Alicia Nesbary-Moore On How Agriculture Becomes Activism
Written by Vocalo Radio on December 9, 2020
Scientist, adjunct professor and community activist Alicia Nesbary-Moore is co-owner of Herban Produce, a community and sustainability-focused urban farm in Chicago’s Garfield Park neighborhood.
Herban Produce is more than just an urban farm – it creates jobs, provides resources, supports the community and signifies a step forward in the movement to end food insecurity.
Could you describe your work in a few words?
I’m a scientist, adjunct professor at the city colleges and co-owner of Herban Produce, an urban farm located in the Garfield Park neighborhood of Chicago. So, my training is in molecular biology. I’m a nerd at heart.
Where are you from? If you’re from Chicago, which neighborhood?
I was born in Chicago, but I grew up in Richton Park, a small town in the south suburbs. When my family moved there, I was young – in kindergarten. And so I remember it being very rural at the time, because there wasn’t much development. And I was really one of few black kids that lived on my block and went to my school. By the time I graduated high school, Richton Park was predominantly African American with a whole bunch of black families. And yeah, it kind of diminished a bit, you know, over time, with white flight, of course, economic opportunities have really diminished over time. But it’s still a pleasant little town. It’s just in need of a lot of development.
What drew you to the city?
When I got married, my husband and I decided that we wanted to be city dwellers, because we both grew up in the south suburbs. And so we’re like, “No, what does it feel like to hear sirens and actual city noises?” But then we actually began to dive a little deeper in that concept of what it meant to move back to the city and how our family could impact other families in the neighborhood. And so we decided to move back to the West Side, which is where I’m originally from, and just be very active in the community. And that’s what we’ve done since we’ve moved back to the West Side. East Garfield Park, to be more specific.
What do you love about Chicago?
We’ve learned that it’s such a close-knit family. I know all of my neighbors, we look out for each other. So it’s been refreshing to come back to the city and know that people are really invested in the neighborhood.
What are the challenges and the triumphs you associate with Chicago?
So my grandparents moved to Chicago during the Great Migration. They left sharecropping and farming to come to the big city for industrial jobs. At the time, you know, the city was booming with opportunity for Blacks to make better wages at mills and factories. My grandparents ended up landing a job at the Brach’s Candy Factory in the Austin neighborhood. And my family often talks about how vibrant the neighborhood was at the time. But when industrial jobs left, the neighborhood diminished, and families who depended on those industrial jobs relocated. And when they moved out, they left their homes, businesses crumbled, leaving the neighborhoods blighted. As you drive through certain neighborhoods, you imagine what they look like at their prime and you ask yourself, “How does a neighborhood decline? Where did things go wrong?” And I think that has created a great challenge for Chicago. But I also see it as great potential for change.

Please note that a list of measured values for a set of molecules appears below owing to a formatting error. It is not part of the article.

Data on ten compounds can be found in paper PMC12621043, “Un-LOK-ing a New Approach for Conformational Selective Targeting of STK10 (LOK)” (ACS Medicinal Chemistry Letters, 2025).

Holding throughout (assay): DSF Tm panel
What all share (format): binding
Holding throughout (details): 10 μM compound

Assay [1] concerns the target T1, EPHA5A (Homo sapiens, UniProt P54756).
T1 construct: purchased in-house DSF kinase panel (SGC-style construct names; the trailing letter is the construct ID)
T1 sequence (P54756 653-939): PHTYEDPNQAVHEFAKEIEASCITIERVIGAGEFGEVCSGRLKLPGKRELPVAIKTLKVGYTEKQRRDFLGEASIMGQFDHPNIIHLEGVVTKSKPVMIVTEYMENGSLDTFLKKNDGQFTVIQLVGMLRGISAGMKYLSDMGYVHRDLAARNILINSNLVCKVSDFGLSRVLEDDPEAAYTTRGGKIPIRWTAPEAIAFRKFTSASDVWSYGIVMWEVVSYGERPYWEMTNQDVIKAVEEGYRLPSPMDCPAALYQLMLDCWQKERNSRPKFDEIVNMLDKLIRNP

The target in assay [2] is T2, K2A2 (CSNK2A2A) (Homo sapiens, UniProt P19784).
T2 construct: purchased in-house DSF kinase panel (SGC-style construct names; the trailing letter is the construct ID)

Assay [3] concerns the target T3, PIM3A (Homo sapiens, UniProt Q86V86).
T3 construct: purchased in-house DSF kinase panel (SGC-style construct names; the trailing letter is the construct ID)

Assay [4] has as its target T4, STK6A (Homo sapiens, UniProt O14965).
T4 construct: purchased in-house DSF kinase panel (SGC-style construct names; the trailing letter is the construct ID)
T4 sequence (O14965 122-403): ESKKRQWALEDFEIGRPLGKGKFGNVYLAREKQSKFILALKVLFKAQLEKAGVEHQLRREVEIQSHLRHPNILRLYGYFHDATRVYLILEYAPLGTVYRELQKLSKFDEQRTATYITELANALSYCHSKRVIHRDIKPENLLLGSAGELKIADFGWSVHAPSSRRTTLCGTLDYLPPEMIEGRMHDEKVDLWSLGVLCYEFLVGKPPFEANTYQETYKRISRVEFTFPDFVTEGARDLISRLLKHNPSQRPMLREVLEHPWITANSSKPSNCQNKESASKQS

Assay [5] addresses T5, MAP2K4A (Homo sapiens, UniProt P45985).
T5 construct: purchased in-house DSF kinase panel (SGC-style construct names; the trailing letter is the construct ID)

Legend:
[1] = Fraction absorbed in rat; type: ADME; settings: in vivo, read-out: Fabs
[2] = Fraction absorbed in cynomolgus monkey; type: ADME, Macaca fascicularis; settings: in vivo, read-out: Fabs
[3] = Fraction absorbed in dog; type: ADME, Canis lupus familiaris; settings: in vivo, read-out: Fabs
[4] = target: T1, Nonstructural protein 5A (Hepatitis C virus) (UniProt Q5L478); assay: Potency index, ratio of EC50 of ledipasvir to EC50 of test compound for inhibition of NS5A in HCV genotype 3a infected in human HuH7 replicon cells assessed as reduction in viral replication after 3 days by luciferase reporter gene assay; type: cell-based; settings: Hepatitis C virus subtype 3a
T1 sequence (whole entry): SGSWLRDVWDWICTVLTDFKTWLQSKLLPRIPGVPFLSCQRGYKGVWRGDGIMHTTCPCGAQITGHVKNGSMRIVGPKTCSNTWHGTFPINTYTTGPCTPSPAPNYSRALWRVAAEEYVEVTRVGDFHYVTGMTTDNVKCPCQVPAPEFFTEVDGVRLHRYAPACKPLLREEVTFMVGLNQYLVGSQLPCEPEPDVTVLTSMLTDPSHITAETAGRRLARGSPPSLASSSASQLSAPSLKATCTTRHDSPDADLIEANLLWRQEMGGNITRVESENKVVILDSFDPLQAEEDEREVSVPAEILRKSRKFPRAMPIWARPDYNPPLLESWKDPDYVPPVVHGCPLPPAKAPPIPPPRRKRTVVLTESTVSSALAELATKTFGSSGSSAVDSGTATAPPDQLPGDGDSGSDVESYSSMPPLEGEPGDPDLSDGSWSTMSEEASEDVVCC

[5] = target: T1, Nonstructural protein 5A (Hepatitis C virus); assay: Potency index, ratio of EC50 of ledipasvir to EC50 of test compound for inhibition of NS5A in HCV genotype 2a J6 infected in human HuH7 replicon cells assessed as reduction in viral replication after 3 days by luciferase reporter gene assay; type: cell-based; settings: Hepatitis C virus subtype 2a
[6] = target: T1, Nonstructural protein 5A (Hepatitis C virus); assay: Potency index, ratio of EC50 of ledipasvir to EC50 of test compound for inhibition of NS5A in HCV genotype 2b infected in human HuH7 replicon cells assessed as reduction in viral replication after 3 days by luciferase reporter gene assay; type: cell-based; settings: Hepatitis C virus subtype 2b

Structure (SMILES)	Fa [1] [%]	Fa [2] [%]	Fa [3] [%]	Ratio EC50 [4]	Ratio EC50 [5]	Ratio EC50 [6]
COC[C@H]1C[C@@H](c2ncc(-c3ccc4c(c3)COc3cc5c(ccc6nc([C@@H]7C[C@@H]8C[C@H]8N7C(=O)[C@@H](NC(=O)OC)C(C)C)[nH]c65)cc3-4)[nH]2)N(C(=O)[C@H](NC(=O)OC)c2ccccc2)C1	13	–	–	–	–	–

How did you start Herban Produce?
So Herban was just born out of the herbs. So H-E-R-B-A-N, herb, and, of course ending “-an,” and just kind of morphing those two words together to make something cool. And it’s a conversation starter. So every time I say, “It’s Herban Produce, but it’s spelled H-E-R-B-A-N.” And they’re like, “Oh, wow, that’s so cool.”
Herban Produce is the brainchild of Barry Howard and me. Barry is the founder. So he found this land. It was vacant, it has been vacant for over 50 years. Ever since the Chicago riots, there was no development on it in over 50 years. His idea was, “vacant land, idle hands in the neighborhood.” So how can we produce something to basically give opportunity for people that live in the neighborhood? And so that’s kind of where it started, a hydroponic greenhouse and an outdoor plot that was the size of a city lot. And now it is nearly two acres in size, and growing. So it has really morphed into something bigger than he or I ever imagined.
Herban Produce is more than a farm. It’s more than an urban farm. It’s a movement, providing local employment, food education, youth programming and resources for entrepreneurs.
How has your work changed in 2020?
When 2020 hit, it was like Doomsday. I was harvesting in the greenhouse and all of a sudden, I just started getting call after call after call from chefs, they were canceling orders indefinitely. Because at the time, we sold to wholesale markets exclusively. 2020 really forced us to think about everything that we’ve talked about in the past, and how it was relevant to now. And so we quickly pivoted our business model so that we could not only sell to wholesale but we can also sell to the public. And so that’s how our work has really changed.
Using agriculture as activism by helping to make it more just and sustainable. That’s really been something that I’ve really focused on. It’s more important now than ever. When you look at our neighborhoods … healthy food options just aren’t available. That has really played a role in our overall health, even with repercussions from the Coronavirus. It’s this big system that works together but, as a person, I just try to chip at it, little by little, piece by piece.